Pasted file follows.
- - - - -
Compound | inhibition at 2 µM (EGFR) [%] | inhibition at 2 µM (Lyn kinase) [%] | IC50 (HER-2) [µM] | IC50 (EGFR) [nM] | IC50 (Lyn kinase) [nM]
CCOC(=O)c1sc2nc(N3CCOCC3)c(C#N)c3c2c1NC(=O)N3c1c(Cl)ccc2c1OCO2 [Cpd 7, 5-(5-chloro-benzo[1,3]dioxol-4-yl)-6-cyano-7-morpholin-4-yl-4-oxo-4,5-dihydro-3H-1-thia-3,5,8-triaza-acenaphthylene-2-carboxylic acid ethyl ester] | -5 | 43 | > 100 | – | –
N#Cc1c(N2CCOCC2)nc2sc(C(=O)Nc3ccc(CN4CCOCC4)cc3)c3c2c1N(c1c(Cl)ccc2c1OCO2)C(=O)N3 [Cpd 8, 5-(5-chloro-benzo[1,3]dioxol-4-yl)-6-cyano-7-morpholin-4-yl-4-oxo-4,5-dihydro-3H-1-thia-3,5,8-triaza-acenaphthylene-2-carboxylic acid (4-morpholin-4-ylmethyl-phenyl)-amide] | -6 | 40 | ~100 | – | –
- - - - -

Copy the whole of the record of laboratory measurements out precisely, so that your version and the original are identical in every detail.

Compound | inhibition at 2 µM (EGFR) [%] | inhibition at 2 µM (Lyn kinase) [%] | IC50 (HER-2) [µM] | IC50 (EGFR) [nM] | IC50 (Lyn kinase) [nM]
CCOC(=O)c1sc2nc(N3CCOCC3)c(C#N)c3c2c1NC(=O)N3c1c(Cl)ccc2c1OCO2 [Cpd 7, 5-(5-chloro-benzo[1,3]dioxol-4-yl)-6-cyano-7-morpholin-4-yl-4-oxo-4,5-dihydro-3H-1-thia-3,5,8-triaza-acenaphthylene-2-carboxylic acid ethyl ester] | -5 | 43 | > 100 | – | –
N#Cc1c(N2CCOCC2)nc2sc(C(=O)Nc3ccc(CN4CCOCC4)cc3)c3c2c1N(c1c(Cl)ccc2c1OCO2)C(=O)N3 [Cpd 8, 5-(5-chloro-benzo[1,3]dioxol-4-yl)-6-cyano-7-morpholin-4-yl-4-oxo-4,5-dihydro-3H-1-thia-3,5,8-triaza-acenaphthylene-2-carboxylic acid (4-morpholin-4-ylmethyl-phenyl)-amide] | -6 | 40 | ~100 | – | –